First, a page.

The names of the characters only appear if the seasons' names are also mentioned. They are usually omitted in Czeck decks, while in Hungarian versions their surname comes before the first name (according to the national custom).

the Hungarian Tell Vilmos

Countries where Tell cards are used call this pattern with different names (see table on the right).

Another German-suited deck specifically used in the Czech Republic is the Jednohlavé ("single-headed") or, more popularly, Mariášové karty ("Marias' cards") from the most popular national card game.
AustriaDoppeldeutsche ("Double German")
Czech"RepublicDvouhlavé ("Double-Headed")
HungaryMagyar Kártya ("Hungarian Cards")

local names of the "Four Seasons" or Tell pattern

Jednohlavé, edition by OTK (Czech Republic)
Instead in Bavaria the pattern is called Prager Bild after the city of Prague, but this variety is not really used, having the German region already its own Bayerishes Bild (see page 1).
A relationship with the patterns of the nearby Germany indeed exists: the Jednohlavé likely sprang as a variety of the early German cards used in central Europe; in fact, the no longer existing Regensburger Bild, once typical of Regensburg and its surroundings, near Germany's south-eastern border, has many similarities with this Czech pattern. Also the aforesaid Bayerisches Bild and the Austrian Einfachbild have elements in common with the Jednohlavé, but the subjects of the latter pattern have an even more naive finish.

A French-suited pattern, once very popular in 19th century Europe, but now restricted to Austria and to the Czech Republic, is the one known as Wien - I or Viennese large crown, but also Picchetto in Italy and Pikety Karty in the Czech Republic, after the game played with the deck.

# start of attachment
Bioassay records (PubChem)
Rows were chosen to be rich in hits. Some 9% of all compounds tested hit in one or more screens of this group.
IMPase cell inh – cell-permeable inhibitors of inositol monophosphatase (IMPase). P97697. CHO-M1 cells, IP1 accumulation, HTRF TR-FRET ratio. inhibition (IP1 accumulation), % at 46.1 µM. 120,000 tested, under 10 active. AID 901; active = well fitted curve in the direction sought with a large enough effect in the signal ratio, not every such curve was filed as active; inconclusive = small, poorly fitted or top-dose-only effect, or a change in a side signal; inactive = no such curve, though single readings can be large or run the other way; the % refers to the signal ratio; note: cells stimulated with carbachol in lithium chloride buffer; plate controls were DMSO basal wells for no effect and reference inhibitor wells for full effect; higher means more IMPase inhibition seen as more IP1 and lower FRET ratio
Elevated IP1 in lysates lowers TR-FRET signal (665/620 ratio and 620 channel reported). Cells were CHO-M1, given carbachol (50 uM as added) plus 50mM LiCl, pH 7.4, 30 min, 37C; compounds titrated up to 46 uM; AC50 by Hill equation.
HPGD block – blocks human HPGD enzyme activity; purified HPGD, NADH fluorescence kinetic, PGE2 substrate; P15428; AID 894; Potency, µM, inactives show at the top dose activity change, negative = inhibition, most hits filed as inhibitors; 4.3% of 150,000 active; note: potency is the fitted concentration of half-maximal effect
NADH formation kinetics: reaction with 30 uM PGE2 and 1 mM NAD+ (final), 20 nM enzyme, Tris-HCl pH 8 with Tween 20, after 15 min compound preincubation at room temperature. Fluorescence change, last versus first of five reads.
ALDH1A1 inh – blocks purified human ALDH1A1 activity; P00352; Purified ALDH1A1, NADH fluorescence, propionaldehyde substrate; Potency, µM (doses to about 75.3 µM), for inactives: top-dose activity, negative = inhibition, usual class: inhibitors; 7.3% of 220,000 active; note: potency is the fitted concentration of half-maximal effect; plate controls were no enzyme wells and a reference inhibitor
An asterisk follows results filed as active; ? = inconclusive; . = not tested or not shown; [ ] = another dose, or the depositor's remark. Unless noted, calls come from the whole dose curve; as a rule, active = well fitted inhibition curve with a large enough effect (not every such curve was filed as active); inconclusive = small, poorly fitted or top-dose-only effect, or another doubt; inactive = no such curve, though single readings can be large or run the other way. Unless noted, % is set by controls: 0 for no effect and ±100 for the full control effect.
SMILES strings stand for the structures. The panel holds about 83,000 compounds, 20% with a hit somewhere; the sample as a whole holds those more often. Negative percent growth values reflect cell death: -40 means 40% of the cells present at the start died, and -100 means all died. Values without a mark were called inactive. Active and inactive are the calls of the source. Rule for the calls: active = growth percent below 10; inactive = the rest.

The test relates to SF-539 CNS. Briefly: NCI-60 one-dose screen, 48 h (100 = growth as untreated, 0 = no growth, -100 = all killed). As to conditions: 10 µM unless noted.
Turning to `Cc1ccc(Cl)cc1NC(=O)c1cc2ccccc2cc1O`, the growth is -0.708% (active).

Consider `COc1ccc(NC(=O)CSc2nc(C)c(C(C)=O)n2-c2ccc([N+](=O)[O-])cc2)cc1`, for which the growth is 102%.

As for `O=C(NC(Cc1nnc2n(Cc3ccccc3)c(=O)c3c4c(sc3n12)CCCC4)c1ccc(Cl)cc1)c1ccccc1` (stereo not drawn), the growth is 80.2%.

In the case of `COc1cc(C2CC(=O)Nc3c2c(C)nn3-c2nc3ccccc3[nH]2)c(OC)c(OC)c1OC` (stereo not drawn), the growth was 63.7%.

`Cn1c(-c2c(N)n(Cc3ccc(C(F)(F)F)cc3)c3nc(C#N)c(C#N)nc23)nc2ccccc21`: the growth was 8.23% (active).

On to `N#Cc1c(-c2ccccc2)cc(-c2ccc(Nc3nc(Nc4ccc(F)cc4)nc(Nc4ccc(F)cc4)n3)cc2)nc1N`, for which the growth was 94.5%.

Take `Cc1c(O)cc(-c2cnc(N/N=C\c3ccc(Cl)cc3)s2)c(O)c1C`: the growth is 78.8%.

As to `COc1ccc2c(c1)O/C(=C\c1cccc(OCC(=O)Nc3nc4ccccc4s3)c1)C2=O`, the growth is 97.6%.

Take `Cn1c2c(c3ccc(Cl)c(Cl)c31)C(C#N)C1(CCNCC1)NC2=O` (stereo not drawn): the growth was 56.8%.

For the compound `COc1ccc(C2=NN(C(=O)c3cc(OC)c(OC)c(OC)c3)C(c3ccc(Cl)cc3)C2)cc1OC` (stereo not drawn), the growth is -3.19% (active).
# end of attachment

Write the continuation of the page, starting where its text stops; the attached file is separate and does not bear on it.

It is rather old-looking and very particular: the court personages tend to be large at the base, and the kings' crowns clearly exceed the upper frame, thus giving reason for the alternative name of this pattern. There are no indices, but the aces have tiny suit signs repeated in the four corners.
Up to a few decades ago, the Viennese large crown used to be popular in north-eastern Italy, as well, but in recent times this pattern has been discontinued by all Italian manufacturers.
More often, the deck has 32 cards; in Austria also 54-card and 24-card editions exist.

Large Crown, 1950s edition by Cambissa (Italy)

Another extinct variety of cards, usually referred to as Czech, is the pattern once used for playing Trappola: during the 15th-16th centuries this game used to be rather popular in most parts of Central Europe, where it had spread probably from Venice. Here, particularly in Bohemia, it survived much longer than in others areas.
The deck had 36 cards, with original Italian suits. Trappola decks have no longer been produced since the first half of the 20th century, but the Austrian manufacturer Piatnik has recently issued an edition obtained by reprinting an old one.

page 1
Germany - I
page 2
Germany - II
page 3
East Germany

(actual translations are shown in italics)

ÁSZ  (ace) ESO2  (DAUS)  worth as an ace